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The Institute for Catastrophic Loss Reduction has issued a new report, Lot-side risk reduction through voluntary retrofit programs, code interpretation and by-laws. The report shows wide variations across Canada in how backflow prevention rules are interpreted, resulting in many new houses still being built without backflow preventers. Backflow preventers can be a key tool in preventing basement flooding as climate change increases the severity of storms. As flooding becomes more common and more expensive, more property owners are finding themselves unable to obtain insurance against it, with potentially catastrophic consequences for family/small business finances. Clear rules requiring backflow preventers, and having them installed in all new buildings, could help.


While it has been previously reported that resolution of code enforcement issues may result in reduced vulnerability to extreme natural events, issues surrounding code interpretation have not previously been studied. Among other topics, this study investigated interpretation of code wordings that relate to installation of backwater valves to protect homes from sewer backup—a significant cause of basement flooding associated with extreme precipitation events and urban flooding. Despite consistent application of code wordings related to backwater valves across the regions of Canada represented in this study, it was found that there are differing interpretations of code wordings, which resulted in differing reported frequencies of installation of backwater valves on both sanitary/combined and storm sewer service connections. Thus, the primary recommendation of this report is that sentences in the National Plumbing Code and provincial building and/or plumbing codes that relate to installation of backwater valves to protect against sewer backflow be reworded or clarified to ensure they are clearly and consistently interpreted and applied. There are many advantages of installing backwater valves in new homes. Due to the unpredictable nature of extreme rainfall events and the unpredictability of infiltration and inflow (I/I) in relatively new, separated sewer systems, it is often impossible to identify which regions of an urban municipality are exposed to sewer backup risk until wide spread or regional sewer backup events have occurred. It is also more economical to install backwater valves in new homes when compared to retrofitting valves into existing homes. For example, several Canadian municipalities provide partial retrofit subsidies of several thousand dollars for the retrofit of backwater valves, while installation of valves in new homes costs approximately $250. Requiring installation of valves in new homes would also help offset relatively low uptake frequencies for municipal subsidy programs aimed at encouraging homeowners to adopt urban flood risk reduction measures.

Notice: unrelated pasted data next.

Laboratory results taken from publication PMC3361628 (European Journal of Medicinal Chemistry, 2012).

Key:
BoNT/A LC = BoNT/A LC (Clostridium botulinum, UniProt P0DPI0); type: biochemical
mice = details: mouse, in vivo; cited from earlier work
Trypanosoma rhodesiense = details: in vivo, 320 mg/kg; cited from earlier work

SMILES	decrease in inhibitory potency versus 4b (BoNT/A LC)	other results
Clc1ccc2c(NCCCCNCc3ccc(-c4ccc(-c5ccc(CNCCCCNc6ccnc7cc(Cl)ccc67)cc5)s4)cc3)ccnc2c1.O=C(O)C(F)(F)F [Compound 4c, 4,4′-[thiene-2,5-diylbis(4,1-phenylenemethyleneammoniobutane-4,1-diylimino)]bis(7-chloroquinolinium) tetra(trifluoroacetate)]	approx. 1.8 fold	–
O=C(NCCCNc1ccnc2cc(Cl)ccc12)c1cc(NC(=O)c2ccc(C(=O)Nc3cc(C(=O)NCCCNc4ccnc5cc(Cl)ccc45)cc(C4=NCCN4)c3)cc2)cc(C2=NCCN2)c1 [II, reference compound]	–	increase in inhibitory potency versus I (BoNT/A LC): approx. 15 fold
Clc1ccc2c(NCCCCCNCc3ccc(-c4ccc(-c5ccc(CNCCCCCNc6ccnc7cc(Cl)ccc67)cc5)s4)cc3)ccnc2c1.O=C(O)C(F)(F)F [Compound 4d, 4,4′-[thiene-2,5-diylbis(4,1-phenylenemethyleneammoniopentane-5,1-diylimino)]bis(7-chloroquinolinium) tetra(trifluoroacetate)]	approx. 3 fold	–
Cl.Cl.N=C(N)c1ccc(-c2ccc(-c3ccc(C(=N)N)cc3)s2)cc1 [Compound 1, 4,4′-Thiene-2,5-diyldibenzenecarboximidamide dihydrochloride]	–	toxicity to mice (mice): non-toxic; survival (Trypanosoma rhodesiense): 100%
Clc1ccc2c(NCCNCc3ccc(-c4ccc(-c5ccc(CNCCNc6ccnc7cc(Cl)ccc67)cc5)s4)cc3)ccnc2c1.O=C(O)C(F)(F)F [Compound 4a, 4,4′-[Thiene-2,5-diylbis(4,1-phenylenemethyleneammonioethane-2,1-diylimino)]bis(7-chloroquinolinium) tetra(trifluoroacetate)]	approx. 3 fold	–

The study revealed that backwater valve code wording is interpreted differently across the country, though there is greater interpretation consistency in some regions than in others. Specifically, the survey revealed that 19% of British Columbia respondents, 81% of Alberta respondents, 86% of Saskatchewan respondents, 72% of Manitoba respondents, 26% of Ontario respondents and 58% of respondents from New Brunswick and Nova Scotia interpreted code wordings in a manner that required backwater valves to be installed in all or most new homes. The study further revealed that interpreting code wording in this manner was strongly correlated with a higher frequency of installation of backwater valves in new homes, indicating the importance of code interpretation for backwater valve installation.

This study recommends that code wordings related to protection from backflow through the use of backwater valves be clarified, or that provincial and national code authorities provide guidance to local authorities about how code wordings related to protection of homes from sewer backflow should be interpreted. This guidance should outline that code wordings be interpreted in a way that requires the mandatory installation of backwater valves in all or most new Canadian homes. The substantial costs associated with sewer backup insurance claims, the legal liability of municipalities generated by regional sewer backup events, health and home liveability risks posed to households created by sewage flooding and the fact that urban flooding and sewer backup occurrences are likely to increase as a result of increasing frequency of extreme rainfall caused by climate change justify a mandatory requirement for installation. The need for lot-side protection from backflow is exacerbated by the changing nature of stormwater runoff caused by increasing urban development and the unpredictable nature of I/I leading to surcharging in separated sewer systems.

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